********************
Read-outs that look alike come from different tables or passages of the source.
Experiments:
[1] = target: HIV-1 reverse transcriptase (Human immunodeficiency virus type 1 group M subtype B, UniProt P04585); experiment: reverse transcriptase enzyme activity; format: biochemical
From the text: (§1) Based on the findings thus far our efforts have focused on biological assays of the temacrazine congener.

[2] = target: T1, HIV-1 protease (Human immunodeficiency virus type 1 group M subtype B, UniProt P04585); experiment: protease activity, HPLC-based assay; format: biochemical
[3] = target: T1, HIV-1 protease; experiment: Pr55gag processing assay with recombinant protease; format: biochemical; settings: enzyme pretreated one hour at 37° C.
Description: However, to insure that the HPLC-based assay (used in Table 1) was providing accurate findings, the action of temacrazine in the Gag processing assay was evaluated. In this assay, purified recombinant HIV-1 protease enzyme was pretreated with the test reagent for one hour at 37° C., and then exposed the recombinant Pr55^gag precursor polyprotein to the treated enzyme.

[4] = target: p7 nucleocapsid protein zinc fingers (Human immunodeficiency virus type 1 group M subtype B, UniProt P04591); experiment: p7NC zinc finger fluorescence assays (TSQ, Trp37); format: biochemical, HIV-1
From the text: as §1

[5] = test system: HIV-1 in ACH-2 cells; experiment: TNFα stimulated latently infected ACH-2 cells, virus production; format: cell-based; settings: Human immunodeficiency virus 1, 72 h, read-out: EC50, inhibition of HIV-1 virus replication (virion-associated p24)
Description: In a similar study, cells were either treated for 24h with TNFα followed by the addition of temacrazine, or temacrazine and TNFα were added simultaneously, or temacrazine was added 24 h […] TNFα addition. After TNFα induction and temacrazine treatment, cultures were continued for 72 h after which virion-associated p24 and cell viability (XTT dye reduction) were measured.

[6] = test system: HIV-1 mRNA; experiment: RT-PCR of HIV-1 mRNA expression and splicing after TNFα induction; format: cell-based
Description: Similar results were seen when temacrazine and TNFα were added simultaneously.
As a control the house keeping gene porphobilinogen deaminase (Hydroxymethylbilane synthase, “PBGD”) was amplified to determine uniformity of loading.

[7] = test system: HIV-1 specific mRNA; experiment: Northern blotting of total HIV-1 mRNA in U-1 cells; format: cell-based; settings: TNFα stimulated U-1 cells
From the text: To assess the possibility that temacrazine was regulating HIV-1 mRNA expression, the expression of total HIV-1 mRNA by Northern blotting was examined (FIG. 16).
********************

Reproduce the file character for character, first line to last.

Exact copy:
Read-outs that look alike come from different tables or passages of the source.
Experiments:
[1] = target: HIV-1 reverse transcriptase (Human immunodeficiency virus type 1 group M subtype B, UniProt P04585); experiment: reverse transcriptase enzyme activity; format: biochemical
From the text: (§1) Based on the findings thus far our efforts have focused on biological assays of the temacrazine congener.

[2] = target: T1, HIV-1 protease (Human immunodeficiency virus type 1 group M subtype B, UniProt P04585); experiment: protease activity, HPLC-based assay; format: biochemical
[3] = target: T1, HIV-1 protease; experiment: Pr55gag processing assay with recombinant protease; format: biochemical; settings: enzyme pretreated one hour at 37° C.
Description: However, to insure that the HPLC-based assay (used in Table 1) was providing accurate findings, the action of temacrazine in the Gag processing assay was evaluated. In this assay, purified recombinant HIV-1 protease enzyme was pretreated with the test reagent for one hour at 37° C., and then exposed the recombinant Pr55^gag precursor polyprotein to the treated enzyme.

[4] = target: p7 nucleocapsid protein zinc fingers (Human immunodeficiency virus type 1 group M subtype B, UniProt P04591); experiment: p7NC zinc finger fluorescence assays (TSQ, Trp37); format: biochemical, HIV-1
From the text: as §1

[5] = test system: HIV-1 in ACH-2 cells; experiment: TNFα stimulated latently infected ACH-2 cells, virus production; format: cell-based; settings: Human immunodeficiency virus 1, 72 h, read-out: EC50, inhibition of HIV-1 virus replication (virion-associated p24)
Description: In a similar study, cells were either treated for 24h with TNFα followed by the addition of temacrazine, or temacrazine and TNFα were added simultaneously, or temacrazine was added 24 h […] TNFα addition. After TNFα induction and temacrazine treatment, cultures were continued for 72 h after which virion-associated p24 and cell viability (XTT dye reduction) were measured.

[6] = test system: HIV-1 mRNA; experiment: RT-PCR of HIV-1 mRNA expression and splicing after TNFα induction; format: cell-based
Description: Similar results were seen when temacrazine and TNFα were added simultaneously.
As a control the house keeping gene porphobilinogen deaminase (Hydroxymethylbilane synthase, “PBGD”) was amplified to determine uniformity of loading.

[7] = test system: HIV-1 specific mRNA; experiment: Northern blotting of total HIV-1 mRNA in U-1 cells; format: cell-based; settings: TNFα stimulated U-1 cells
From the text: To assess the possibility that temacrazine was regulating HIV-1 mRNA expression, the expression of total HIV-1 mRNA by Northern blotting was examined (FIG. 16).